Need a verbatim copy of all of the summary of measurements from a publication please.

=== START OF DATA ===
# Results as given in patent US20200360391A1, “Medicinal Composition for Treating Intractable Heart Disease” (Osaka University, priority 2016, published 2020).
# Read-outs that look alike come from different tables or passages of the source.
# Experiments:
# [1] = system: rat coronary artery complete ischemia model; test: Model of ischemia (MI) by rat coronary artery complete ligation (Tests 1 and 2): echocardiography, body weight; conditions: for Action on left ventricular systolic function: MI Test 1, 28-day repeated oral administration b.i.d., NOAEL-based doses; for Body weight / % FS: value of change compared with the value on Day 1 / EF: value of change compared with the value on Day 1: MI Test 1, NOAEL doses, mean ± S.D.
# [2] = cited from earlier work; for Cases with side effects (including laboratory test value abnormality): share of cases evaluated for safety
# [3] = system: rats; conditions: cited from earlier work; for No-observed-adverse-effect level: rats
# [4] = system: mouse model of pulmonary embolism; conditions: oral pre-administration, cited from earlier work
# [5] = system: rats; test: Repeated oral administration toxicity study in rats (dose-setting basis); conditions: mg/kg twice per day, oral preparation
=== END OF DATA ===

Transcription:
# Results as given in patent US20200360391A1, “Medicinal Composition for Treating Intractable Heart Disease” (Osaka University, priority 2016, published 2020).
# Read-outs that look alike come from different tables or passages of the source.
# Experiments:
# [1] = system: rat coronary artery complete ischemia model; test: Model of ischemia (MI) by rat coronary artery complete ligation (Tests 1 and 2): echocardiography, body weight; conditions: for Action on left ventricular systolic function: MI Test 1, 28-day repeated oral administration b.i.d., NOAEL-based doses; for Body weight / % FS: value of change compared with the value on Day 1 / EF: value of change compared with the value on Day 1: MI Test 1, NOAEL doses, mean ± S.D.
# [2] = cited from earlier work; for Cases with side effects (including laboratory test value abnormality): share of cases evaluated for safety
# [3] = system: rats; conditions: cited from earlier work; for No-observed-adverse-effect level: rats
# [4] = system: mouse model of pulmonary embolism; conditions: oral pre-administration, cited from earlier work
# [5] = system: rats; test: Repeated oral administration toxicity study in rats (dose-setting basis); conditions: mg/kg twice per day, oral preparation